I am fibbing a little. This is not my first look at this scope, since I spent a couple of days with a prototype. However, this the first time I see the production reticle.
I mounted the scope on my light-ish AR chambered for 5.56×45. This gun has very light stock and handguard, but the barrel is not a pencil weight and the receivers and BCG are of standard weight. With the new 2.5-10×32 SS Ultralight in a light Aerotech mount, the whole rifle, with the sling, weighs in at around 7.6lbs. The fact that the scope itself weighs in at less than 10 ounces is kinda cool.
With dedicated light weighted receivers, lighter weight barrel and lighter BCG, I can probably make a nice hunting AR chambered for the Blackout or something similar, weighing in right around 6lbs with the scope. That is an appealing thought right there…
I will spend more time working out the turrets, but my initial impressions are that the tracking is accurate and the feel is surprisingly good for something with covered turrets.
One of the things I check first is if the turrets match the reticle and that is what I did with this scope briefly after sight in. The reticle is a basic plex design with 12MOA opening between the thick lines. I did a quick test of 6MOA adjustment and 12 MOA adjustment with the elevation turret and so far so good.
The reticle is roughly the same thickness as other standard plex reticles out there. Thick line is 0.8MOA and thin line is 0.2MOA at 10x. That is very close to similar reticles from Leupold, Sightron, etc.
I’ll take better reticle pictures when I have the scope on a tripod. These are sorta handheld with a cellphone, so the quality is not great. However, this give you an idea of line thicknesses.
While we are on the subject of reticles, after some harassment, SWFA fessed up that they will add a second reticle to this line-up in a few months, designed to work with 223Rem at 10x. Here is what the reticle will look like:
I’ll run some basic ballistics and see how the BDC works with common AR cartridges. I checked how it does with 223 and it should be spot on with typical 55-60 grain bullets. I will tabulate what I come up with for other AR cartridges. One thing I really like about this design is that the holdover lines are thinner than the primary aiming point. That is a very good compromise between holdover tree and low light visibility. The primary aiming dot is 0.4MOA, the lines to its side and above are 0.3MOA thick and the lines in the holdover tree are 0.2MOA thick. Thick bars are 1.6MOA thick which should make for excellent low light visibility. It looks like a clever enough design and I will spend some time working up how it fits different calibers.
The turrets are capped and resettable with 0.25MOA clickls. Sighting in was very uneventful, which is always a good sign.
One outstanding feature of this scope is the slim eyepiece. Eye relief is a bit on a short side which works well for ARs and micro action bolt guns, but I would not put it on a boomer. Despite comparatively short eye relief (which you need to maintain good FOV with a slim eyepiece), eye relief flexibility is quite good and the scope is rather easy to get behind. I spent some time shooting offhand and sitting and had no problems getting the right sight picture. Generally, the market is not awash in 2.5-10x ultralight scope, so finding comparables was not easy:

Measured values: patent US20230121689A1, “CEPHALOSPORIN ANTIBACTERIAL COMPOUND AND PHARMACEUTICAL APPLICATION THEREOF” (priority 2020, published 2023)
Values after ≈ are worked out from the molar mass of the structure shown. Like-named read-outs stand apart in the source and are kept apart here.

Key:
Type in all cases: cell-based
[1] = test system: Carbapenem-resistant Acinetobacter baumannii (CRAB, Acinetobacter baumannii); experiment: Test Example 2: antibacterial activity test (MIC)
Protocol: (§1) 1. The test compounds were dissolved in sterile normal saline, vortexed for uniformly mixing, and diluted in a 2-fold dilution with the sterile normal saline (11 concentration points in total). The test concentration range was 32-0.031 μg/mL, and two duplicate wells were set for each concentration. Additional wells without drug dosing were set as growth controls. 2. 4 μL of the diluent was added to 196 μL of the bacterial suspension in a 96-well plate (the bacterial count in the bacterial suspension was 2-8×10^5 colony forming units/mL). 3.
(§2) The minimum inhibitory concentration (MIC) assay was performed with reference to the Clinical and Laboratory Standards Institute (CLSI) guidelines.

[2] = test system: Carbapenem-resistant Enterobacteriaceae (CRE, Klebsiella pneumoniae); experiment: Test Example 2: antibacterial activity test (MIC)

|SWFA SS Ultralight 2.5-10×32||Sightron S-Tac 2-10×32||Leupold VX-3i 2.5-8×36 (2.6-7.8x actual)||Vortex Razor HD LH 1.5-8×32||Sig Whiskey3 2-7×32|
|Main Tube Diameter||1”||30mm||1”||1”||1”|
|Eye Relief, in||3.35 – 2.56||4.2 – 3.6||4.5 -3.6||3.8||3.5|
|FOV, ft@1000yards||41.2 – 10.5
21 @ 5x
|38.4 – 9.1
18.4 @ 5x
|37.5 – 13.7
21.4 @ 5x
|72.2 – 13.2
21.1 @ 5x
|45.4 – 13.1
18.34 @ 5x
|Click Value||0.25 MOA||0.25 MOA||0.25 MOA||0.25 MOA||0.5 MOA|
|Adjustment per turn||15 MOA||15 MOA||15 MOA|
|Adjustment range||70 MOA||100 MOA||67 MOA||110 MOA||110 MOA|
|Parallax||100 yards||100 yards||100 yards||No||No|
Of the scopes in this table, I have the ultralight SS and Razor HD LH on hand, although the most direct competition is Sightron S-Tac and Leupold VX-3i. The new SS is definitely the lightest of the bunch.
Side by side with the Razor HD LH, the Vortex is a better scope optically (as it should be given the price difference), but SSUL is no slouch and resolves well. There is less color pop with it though. The only other 32mm scope I currently have on hand is an older Bushnell Elite 6500 1.25-8×32. The SSUL seems similar to that scope in terms of optics. I’ll do some more testing and see how it all works out.
From a usability standpoint, there is no tunneling of any sort and the scope is easy to get behind, so offhand shooting at 2.5x works quite nicely for me.
Here are the Razor HD LH and SWFA SS UL side-by-side:
Note the difference in eyepiece diameters. Another thing to note is that with the SS, I can use two separate rings instead of a single piece mount. With Razor HD LH on an AR, I have to use a single piece mount since it has to be positioned fairly far forward. While in principle it shouldn’t matter much whether you use a since piece mount or two rings, there are a couple of advantages (and disadvantages) to using separate rings. The disadvantage is that the picatinny rail better be machined well. The advantage is that with two separate rings, I can use the scope as a carry handle which is quite convenient. It also frees up a lot of rail space if I want to add a red dot sight at 45 degrees (which I might) or any other accessories.
So far, I like the little scope. Obviously, it being a new design, durability is not yet known, so I will keep track of how these do and beat this one up a little.